Using logical directories to simplify your Transfer Family directory structures - Amazon Transfer Family
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Using logical directories to simplify your Transfer Family directory structures

To simplify your Amazon Transfer Family server directory structure, you can use logical directories. With logical directories, you can construct a virtual directory structure that uses user-friendly names that your users navigate when they connect to your Amazon S3 bucket or Amazon EFS file system. When you use logical directories, you can avoid disclosing absolute directory paths, Amazon S3 bucket names, and EFS file system names to your end users.

You can use logical directories to set the user’s root directory to a desired location within your storage hierarchy, by performing what is known as a chroot operation. In this mode, users are not able to navigate to a directory outside of the home or root directory that you've configured for them.

For example, although an Amazon S3 user has been scoped down to access only /mybucket/home/${transfer:UserName}, some clients allow users to traverse up a folder to /mybucket/home. In this situation, the user lands back on their intended home directory only after logging out of and back in to the Transfer Family server again. Performing a chroot operation can prevent this situation from occurring.

You can create your own directory structure across buckets and prefixes. This feature is useful if you have a workflow that is expecting a specific directory structure that you can't replicate through bucket prefixes. You can also link to multiple non-contiguous locations within Amazon S3, similar to creating a symbolic link in a Linux file system where your directory path references a different location in the file system.

Rules for using logical directories

Before you build your logical directory mappings, you should understand the following rules:

  • When Entry is "/", you can have only one mapping because overlapping paths are not allowed.

  • Targets can use the ${transfer:UserName} variable if the bucket or file system path has been parameterized based on the user name.

  • Targets can be paths in different buckets or file systems, but you must make sure that the mapped IAM role (the Role parameter in the response) provides access to those buckets or file systems.

  • Do not specify the HomeDirectory parameter because this value is implied by the Entry Target pairs when using the LOGICAL value for the HomeDirectoryType parameter.

  • Targets should begin with a slash (/) character, but do not use trailing slashes (/) when you specify the Target. For example, /DOC-EXAMPLE-BUCKET/images is acceptable, while DOC-EXAMPLE-BUCKET/images and /DOC-EXAMPLE-BUCKET/images/ are not.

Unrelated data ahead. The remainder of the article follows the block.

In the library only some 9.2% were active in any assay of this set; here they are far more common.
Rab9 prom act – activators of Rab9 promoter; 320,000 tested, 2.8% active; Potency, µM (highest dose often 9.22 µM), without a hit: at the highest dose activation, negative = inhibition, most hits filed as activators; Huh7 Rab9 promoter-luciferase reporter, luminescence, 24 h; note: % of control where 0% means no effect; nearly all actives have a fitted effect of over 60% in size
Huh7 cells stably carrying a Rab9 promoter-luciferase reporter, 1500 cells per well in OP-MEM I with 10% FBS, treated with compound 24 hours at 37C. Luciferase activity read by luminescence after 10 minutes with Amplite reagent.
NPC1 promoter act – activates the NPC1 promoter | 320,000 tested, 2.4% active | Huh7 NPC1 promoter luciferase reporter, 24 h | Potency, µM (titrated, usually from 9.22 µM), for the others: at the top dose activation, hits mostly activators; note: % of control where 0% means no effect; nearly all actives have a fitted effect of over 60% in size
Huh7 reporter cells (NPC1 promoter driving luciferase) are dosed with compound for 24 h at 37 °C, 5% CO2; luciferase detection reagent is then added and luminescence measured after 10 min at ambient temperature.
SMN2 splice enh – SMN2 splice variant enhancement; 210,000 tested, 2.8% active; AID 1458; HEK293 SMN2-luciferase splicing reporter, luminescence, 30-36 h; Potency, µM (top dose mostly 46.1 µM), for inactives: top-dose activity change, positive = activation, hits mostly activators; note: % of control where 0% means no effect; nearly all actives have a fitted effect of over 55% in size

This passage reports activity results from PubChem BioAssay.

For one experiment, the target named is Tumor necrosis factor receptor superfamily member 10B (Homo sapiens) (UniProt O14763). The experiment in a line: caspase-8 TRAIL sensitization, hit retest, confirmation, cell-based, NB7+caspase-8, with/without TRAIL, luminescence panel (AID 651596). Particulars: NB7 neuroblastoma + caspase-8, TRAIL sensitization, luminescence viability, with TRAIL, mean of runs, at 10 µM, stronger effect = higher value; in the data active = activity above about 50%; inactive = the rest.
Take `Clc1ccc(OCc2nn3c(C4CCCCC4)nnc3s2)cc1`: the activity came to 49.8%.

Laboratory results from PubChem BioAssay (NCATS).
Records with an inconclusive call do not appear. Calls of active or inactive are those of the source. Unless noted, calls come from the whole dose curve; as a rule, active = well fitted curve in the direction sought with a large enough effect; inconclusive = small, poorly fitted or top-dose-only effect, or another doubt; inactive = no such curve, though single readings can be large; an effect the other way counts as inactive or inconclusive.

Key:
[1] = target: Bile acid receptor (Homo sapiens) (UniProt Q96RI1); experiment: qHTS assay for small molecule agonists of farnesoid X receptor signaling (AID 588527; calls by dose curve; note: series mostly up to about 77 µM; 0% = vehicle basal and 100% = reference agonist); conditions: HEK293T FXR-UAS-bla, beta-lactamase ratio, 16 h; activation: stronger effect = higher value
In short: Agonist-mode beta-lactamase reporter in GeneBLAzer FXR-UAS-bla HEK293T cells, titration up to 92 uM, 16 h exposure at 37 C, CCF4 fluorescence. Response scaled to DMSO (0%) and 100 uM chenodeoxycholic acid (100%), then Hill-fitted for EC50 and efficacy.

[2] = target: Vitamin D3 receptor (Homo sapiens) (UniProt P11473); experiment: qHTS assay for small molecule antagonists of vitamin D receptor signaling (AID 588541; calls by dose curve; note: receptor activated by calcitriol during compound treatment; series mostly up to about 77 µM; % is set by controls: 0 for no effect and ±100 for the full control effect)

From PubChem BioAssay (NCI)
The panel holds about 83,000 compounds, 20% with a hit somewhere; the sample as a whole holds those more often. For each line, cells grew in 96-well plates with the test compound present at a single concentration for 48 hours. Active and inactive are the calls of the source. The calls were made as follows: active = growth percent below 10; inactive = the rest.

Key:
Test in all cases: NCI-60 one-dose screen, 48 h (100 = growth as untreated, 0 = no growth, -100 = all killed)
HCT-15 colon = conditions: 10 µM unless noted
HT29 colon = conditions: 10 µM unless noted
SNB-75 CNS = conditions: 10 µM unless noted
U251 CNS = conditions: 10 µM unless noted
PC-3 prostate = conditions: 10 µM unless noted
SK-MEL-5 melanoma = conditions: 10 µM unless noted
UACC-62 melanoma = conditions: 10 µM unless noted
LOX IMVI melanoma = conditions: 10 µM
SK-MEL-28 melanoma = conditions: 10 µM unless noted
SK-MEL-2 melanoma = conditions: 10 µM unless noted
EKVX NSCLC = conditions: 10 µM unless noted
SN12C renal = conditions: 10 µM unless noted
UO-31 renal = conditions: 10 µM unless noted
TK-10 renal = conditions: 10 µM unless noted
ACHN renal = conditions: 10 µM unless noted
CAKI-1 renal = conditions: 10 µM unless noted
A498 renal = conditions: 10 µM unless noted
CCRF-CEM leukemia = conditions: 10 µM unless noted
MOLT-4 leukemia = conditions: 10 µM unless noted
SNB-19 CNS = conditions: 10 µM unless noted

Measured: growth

Important

The root directory must exist on start-up. For Amazon S3, this means you must have already created an empty-byte object ending with / to create the root folder.

Implementing logical directories and chroot

To use logical directories and chroot features, you must do the following:

Turn on logical directories for each user. Do this by setting the HomeDirectoryType parameter to LOGICAL when you create or update your user.

"HomeDirectoryType": "LOGICAL"

Chroot

For chroot, create a directory structure that consists of a single Entry and Target pairing for each user. The root folder is the Entry point, and the Target is the location in your bucket or file system to map to.

Example for Amazon S3
[{"Entry": "/", "Target": "/mybucket/jane"}]
Example for Amazon EFS
[{"Entry": "/", "Target": "/fs-faa1a123/jane"}]

You can use an absolute path as in the previous example, or you can use a dynamic substitution for the user name with ${transfer:UserName}, as in the following example.

[{"Entry": "/", "Target": "/mybucket/${transfer:UserName}"}]

In the preceding example, the user is locked to their root directory and cannot traverse up higher in the hierarchy.

Virtual directory structure

For a virtual directory structure, you can create multiple Entry Target pairings, with targets anywhere in your S3 buckets or EFS file systems, including across multiple buckets or file systems, as long as the user’s IAM role mapping has permissions to access them.

In the following virtual structure example, when the user logs into Amazon SFTP, they are in the root directory with subdirectories of /pics, /doc, /reporting, and /anotherpath/subpath/financials.

[ {"Entry": "/pics", "Target": "/bucket1/pics"}, {"Entry": "/doc", "Target": "/bucket1/anotherpath/docs"}, {"Entry": "/reporting", "Target": "/reportingbucket/Q1"}, {"Entry": "/anotherpath/subpath/financials", "Target": "/reportingbucket/financials"}]

Note

You can only upload files to the specific folders that you map. This means that in the previous example, you cannot upload to /anotherpath or anotherpath/subpath directories; only anotherpath/subpath/financials. You also cannot map to those paths directly, as overlapping paths are not allowed.

For example, assume that you create the following mappings:

{ "Entry": "/pics", "Target": "/mybucket/pics" }, { "Entry": "/doc", "Target": "/mybucket/mydocs" }, { "Entry": "/temp", "Target": "/mybucket" }

You can only upload files to those buckets. When you first connect through sftp, you are dropped into the root directory, /. If you attempt to upload a file to that directory, the upload fails. The following commands show an example sequence:

sftp> pwd Remote working directory: / sftp> put file Uploading file to /file remote open("/file"): No such file or directory

To upload to any directory/sub-directory, you must explicitly map the path to the sub-directory.

For more information about configuring logical directories and chroot for your users, including an Amazon CloudFormation template that you can download and use, see Simplify your Amazon SFTP Structure with chroot and logical directories in the Amazon Storage Blog.